As COVID-19 Brings Fear, Disruption, Obies Rally to Support Community

 This is an uncertain, difficult, and frightening time. Every member of our community is scrambling to make sense of the necessary yet difficult decisions that have been made by College administrators. This is not easy, and it’s okay to be scared. At a time when many of the members of our community are sharing anxieties — and holding close their friends and family members — the most important thing that we can do is support and take care of one another. 

Much like our peer institutions, the College is following protocols and best practices that public health and other government officials have developed to mitigate the expansion of the novel coronavirus, COVID-19, in deciding to cancel classes, send students home, and shift to a remote campus model. Moving forward, the Review will not publish in print for any duration of time that Oberlin operates as a remote campus. We will publish online on a rolling basis instead of our regular Friday schedule, so check our website regularly for updates. 

While some students have expressed reasonable frustration with the decision, the short timeframe with which students are being expected to vacate College housing, and the detrimental impact that the decision will have on organizing in support of the United Automobile Workers union, it is clear to us — from all angles — that this was the right call to make. 

Studies show that “social distancing” is effective in mitigating the spread of diseases in general, and is a recommended practice to help contain spread of COVID-19. For Oberlin, this means preparing to shift to a remote campus. Although these are serious measures, we firmly believe that Oberlin and other institutions are making the right choice in taking these precautions. The College must protect all of Oberlin’s residents, even if that means disrupting our regular lives. Certainly, the transition won’t be smooth and it will create steep challenges for many students — but it’s difficult to imagine navigating a global pandemic seamlessly.

Another important factor we must consider in the College’s decision to shift to a remote campus is the threat that a COVID-19 outbreak on campus could pose to the broader Oberlin community. The town would likely struggle to support an outbreak of the virus at such a scale. An outbreak of such a contagious virus would almost certainly stretch the resources of the College, local health care providers, and the city past their capacity. While it’s true that sending students to their homes across the country is also a difficult choice that poses other risks, the College has had to balance these concerns against one another. The fact remains that Oberlin simply does not have the infrastructure to manage such an outbreak. With students living in tight quarters in dorms and coming into contact with hundreds of other people every day, allowing an outbreak to occur would be irresponsible.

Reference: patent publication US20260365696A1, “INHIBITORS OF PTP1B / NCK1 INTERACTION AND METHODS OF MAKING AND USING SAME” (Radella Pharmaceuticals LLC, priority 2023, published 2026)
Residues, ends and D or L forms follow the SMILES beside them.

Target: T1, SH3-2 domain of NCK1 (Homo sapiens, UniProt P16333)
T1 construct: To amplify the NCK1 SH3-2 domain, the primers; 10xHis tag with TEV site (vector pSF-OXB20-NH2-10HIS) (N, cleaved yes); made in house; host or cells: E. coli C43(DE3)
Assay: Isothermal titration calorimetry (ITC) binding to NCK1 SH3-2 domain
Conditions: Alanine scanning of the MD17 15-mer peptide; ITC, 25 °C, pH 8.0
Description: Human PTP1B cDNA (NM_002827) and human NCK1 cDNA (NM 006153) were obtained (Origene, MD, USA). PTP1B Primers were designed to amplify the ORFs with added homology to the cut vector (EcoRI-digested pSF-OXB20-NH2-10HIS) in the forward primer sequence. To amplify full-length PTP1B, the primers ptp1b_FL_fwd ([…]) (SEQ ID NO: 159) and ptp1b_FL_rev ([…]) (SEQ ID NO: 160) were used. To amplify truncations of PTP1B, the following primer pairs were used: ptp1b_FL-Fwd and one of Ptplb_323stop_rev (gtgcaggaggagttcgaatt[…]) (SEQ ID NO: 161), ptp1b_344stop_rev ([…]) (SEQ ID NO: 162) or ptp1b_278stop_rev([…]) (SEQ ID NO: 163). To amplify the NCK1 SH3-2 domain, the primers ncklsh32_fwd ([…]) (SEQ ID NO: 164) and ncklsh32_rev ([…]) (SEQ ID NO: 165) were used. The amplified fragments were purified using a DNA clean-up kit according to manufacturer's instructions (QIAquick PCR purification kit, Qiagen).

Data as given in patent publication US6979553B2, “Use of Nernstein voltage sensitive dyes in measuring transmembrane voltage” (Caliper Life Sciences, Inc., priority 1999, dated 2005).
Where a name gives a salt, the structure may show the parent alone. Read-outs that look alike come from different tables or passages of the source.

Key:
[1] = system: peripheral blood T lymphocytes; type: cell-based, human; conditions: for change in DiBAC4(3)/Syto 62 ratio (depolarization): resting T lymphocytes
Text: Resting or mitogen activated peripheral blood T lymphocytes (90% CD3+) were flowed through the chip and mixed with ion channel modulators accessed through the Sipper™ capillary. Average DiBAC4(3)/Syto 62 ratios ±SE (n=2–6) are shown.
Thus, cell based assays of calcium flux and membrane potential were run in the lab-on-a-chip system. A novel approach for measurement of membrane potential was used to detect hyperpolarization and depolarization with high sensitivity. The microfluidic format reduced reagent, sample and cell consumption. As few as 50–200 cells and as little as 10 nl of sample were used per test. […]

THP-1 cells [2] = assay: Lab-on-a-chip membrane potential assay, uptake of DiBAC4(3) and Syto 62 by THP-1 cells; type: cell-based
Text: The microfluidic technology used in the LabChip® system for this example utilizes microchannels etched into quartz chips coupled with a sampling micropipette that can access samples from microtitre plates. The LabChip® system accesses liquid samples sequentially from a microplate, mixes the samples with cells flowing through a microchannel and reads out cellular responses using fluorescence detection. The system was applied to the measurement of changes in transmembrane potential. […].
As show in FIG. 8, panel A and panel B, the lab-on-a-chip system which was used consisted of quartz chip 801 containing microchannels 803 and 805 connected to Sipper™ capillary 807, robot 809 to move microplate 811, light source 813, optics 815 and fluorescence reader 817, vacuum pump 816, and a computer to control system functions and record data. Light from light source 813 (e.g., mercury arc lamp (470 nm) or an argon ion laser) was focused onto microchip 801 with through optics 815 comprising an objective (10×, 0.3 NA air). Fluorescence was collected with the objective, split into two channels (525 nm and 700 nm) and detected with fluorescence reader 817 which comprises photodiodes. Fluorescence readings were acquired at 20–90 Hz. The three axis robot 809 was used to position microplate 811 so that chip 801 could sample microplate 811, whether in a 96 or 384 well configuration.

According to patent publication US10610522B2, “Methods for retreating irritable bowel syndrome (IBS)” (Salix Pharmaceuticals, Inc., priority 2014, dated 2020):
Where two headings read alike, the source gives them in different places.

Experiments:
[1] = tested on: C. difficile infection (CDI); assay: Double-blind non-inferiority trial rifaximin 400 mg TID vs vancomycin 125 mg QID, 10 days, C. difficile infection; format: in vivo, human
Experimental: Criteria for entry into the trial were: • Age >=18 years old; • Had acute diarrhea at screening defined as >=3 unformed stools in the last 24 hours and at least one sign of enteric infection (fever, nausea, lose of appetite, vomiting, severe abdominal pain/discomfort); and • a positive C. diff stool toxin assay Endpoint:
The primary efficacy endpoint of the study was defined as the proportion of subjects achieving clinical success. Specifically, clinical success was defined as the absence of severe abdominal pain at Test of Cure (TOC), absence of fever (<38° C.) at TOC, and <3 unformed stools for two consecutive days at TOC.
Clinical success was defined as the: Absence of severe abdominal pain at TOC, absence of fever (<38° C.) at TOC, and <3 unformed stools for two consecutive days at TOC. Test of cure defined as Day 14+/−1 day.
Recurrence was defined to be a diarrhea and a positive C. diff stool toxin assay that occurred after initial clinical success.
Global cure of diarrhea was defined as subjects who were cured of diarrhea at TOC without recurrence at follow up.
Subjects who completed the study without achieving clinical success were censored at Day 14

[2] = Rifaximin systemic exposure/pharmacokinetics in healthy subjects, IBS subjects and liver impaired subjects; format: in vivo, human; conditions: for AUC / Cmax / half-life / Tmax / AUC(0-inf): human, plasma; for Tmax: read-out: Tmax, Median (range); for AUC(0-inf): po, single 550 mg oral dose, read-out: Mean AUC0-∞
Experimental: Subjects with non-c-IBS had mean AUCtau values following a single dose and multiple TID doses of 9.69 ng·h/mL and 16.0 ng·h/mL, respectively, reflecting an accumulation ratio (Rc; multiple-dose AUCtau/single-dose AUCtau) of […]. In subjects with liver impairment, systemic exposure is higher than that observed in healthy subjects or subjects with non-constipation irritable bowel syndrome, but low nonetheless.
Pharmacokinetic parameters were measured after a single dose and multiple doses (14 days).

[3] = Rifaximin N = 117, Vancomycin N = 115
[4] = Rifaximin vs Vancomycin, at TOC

Currently, the College is working swiftly to move students off campus earlier than they originally anticipated. At the time of publication, the process for students petitioning to remain in on-campus housing has not been fully revealed. While we understand the need for the College to prioritize social distancing, we would also urge administrators to protect international students and other vulnerable groups by ensuring that they are provided housing. 

As students, faculty, and staff members consider the uncertain future of our education and community, we recognize those who are working to respond to this upheaval in the best ways possible. Faculty have been presented with the unique challenge to develop new, innovative classes in the second module in an incredibly short time frame. We applaud them for their dedication to our education. 

Similarly, students have drawn together to support each other in inspiring ways. This weekend, while students rush to pack up their belongings, they are also planning rides to drive early voters to the polls this weekend. Most impressively, students have organized a mutual aid Google sheet to provide housing, transportation, food, storage, mental health support, and other assistance to students in need. These are the acts of kindness and generosity that will help pull us through this moment. 

Lastly, to the graduating students who may have to say goodbye to this home far too early — this College is a stronger community because of your contributions to it. This graduating class has seen many challenging moments throughout their College careers — from the Gibson’s protests their first year to the Academic and Administrative Program Review and the One Oberlin process, and ending with the disruptions caused by COVID-19. Throughout all of these challenges, these students have remained committed to the values that brought them into this institution. 

We are reminded at this moment of our first editorial of the academic year, when we were struck by the remarkable consistency, focus, and compassion that Obies displayed throughout what was a challenging summer (“In Face of Adversity, Obies Keep On Keepin’ On,” Sept. 6, 2019). Even as we stare down one of the most significant global public health crises of our lives, we trust that this class, as well as returning students, will carry that same strength and dedication that they have shown throughout their years at Oberlin — and the bonds that they have forged here — into the world.